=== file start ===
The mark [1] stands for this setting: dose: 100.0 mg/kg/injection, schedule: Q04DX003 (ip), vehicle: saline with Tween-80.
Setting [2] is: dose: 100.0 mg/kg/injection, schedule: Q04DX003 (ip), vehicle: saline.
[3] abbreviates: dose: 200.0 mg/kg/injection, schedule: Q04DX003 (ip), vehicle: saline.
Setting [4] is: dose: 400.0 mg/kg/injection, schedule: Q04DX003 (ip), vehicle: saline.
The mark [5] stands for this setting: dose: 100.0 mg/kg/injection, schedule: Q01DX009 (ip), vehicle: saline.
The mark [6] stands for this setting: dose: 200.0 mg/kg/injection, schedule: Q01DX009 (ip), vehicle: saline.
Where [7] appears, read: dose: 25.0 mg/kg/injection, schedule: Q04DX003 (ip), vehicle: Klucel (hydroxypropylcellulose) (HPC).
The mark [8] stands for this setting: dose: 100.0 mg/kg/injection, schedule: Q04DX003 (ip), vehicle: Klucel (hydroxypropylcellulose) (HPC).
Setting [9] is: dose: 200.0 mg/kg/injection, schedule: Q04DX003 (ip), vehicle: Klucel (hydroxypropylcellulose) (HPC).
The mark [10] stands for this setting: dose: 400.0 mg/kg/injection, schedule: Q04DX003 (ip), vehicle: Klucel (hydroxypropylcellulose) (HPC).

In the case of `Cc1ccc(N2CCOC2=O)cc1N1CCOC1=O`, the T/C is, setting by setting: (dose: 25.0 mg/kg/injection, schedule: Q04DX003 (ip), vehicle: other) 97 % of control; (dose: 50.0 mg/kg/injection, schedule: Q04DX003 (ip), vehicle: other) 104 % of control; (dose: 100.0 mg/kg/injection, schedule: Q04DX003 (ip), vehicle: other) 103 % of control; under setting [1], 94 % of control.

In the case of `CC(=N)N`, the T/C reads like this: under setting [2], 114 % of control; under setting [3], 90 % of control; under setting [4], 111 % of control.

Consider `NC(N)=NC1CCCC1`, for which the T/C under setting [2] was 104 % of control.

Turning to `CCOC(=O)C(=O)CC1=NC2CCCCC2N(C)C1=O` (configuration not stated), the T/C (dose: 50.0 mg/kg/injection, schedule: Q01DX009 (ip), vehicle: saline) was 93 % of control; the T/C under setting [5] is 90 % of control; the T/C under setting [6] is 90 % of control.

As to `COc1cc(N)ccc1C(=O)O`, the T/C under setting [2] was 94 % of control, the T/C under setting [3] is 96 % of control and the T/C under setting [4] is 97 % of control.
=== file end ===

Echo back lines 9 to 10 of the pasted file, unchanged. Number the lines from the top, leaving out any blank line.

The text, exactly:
Setting [9] is: dose: 200.0 mg/kg/injection, schedule: Q04DX003 (ip), vehicle: Klucel (hydroxypropylcellulose) (HPC).
The mark [10] stands for this setting: dose: 400.0 mg/kg/injection, schedule: Q04DX003 (ip), vehicle: Klucel (hydroxypropylcellulose) (HPC).